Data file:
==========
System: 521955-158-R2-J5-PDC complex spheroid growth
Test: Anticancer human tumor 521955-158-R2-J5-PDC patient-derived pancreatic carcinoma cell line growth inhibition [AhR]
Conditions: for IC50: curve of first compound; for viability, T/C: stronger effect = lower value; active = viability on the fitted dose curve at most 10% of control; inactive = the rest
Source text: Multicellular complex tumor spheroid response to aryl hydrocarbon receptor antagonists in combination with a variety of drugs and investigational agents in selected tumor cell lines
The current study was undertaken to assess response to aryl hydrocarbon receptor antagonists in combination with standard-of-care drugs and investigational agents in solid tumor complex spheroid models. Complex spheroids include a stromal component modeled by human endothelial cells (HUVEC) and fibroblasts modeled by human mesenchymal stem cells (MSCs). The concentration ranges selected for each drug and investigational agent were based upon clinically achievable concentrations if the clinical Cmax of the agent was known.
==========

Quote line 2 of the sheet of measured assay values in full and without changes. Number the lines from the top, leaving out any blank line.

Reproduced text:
Test: Anticancer human tumor 521955-158-R2-J5-PDC patient-derived pancreatic carcinoma cell line growth inhibition [AhR]